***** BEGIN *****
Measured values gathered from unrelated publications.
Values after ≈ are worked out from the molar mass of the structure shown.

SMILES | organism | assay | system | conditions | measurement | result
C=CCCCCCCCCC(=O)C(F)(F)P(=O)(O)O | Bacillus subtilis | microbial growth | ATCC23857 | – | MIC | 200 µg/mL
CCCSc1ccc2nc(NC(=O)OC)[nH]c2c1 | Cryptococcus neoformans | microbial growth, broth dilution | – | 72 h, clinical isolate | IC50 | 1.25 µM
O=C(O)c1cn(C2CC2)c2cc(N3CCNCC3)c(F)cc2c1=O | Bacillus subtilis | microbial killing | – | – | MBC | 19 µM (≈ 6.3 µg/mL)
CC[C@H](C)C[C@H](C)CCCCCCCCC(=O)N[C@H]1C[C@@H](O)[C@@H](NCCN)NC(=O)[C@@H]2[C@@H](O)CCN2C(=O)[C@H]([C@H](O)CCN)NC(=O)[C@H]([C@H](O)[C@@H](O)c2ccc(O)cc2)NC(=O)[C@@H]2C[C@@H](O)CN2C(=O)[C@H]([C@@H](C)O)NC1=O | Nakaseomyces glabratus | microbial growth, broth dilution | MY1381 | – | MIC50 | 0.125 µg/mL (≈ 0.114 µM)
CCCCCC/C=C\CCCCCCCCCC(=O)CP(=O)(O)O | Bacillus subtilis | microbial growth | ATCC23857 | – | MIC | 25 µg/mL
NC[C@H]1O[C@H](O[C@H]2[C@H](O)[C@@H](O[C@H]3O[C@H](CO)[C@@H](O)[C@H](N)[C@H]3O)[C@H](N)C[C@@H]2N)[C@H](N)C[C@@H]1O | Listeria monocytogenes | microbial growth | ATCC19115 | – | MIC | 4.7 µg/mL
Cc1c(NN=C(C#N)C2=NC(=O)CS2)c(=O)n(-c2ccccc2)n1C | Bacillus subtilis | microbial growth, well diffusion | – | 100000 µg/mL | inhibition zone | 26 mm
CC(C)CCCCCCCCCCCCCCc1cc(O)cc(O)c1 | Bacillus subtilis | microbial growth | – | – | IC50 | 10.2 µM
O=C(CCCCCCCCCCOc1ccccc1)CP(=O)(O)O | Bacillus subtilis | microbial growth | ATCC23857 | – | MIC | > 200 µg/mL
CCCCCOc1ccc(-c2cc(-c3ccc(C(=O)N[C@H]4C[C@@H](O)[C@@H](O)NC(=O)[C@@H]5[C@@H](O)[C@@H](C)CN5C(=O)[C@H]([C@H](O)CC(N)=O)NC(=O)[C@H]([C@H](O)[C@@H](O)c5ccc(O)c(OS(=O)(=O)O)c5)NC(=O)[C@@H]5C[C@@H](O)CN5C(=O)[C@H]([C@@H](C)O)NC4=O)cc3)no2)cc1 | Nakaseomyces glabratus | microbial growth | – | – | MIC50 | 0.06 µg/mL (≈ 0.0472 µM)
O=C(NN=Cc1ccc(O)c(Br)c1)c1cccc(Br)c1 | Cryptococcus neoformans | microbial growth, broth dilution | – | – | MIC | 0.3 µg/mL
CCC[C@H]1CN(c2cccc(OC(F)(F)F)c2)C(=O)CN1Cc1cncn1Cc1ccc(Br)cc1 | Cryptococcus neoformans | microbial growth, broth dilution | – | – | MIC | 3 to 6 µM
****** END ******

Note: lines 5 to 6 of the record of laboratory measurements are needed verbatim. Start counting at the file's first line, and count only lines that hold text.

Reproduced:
CCCSc1ccc2nc(NC(=O)OC)[nH]c2c1 | Cryptococcus neoformans | microbial growth, broth dilution | – | 72 h, clinical isolate | IC50 | 1.25 µM
O=C(O)c1cn(C2CC2)c2cc(N3CCNCC3)c(F)cc2c1=O | Bacillus subtilis | microbial killing | – | – | MBC | 19 µM (≈ 6.3 µg/mL)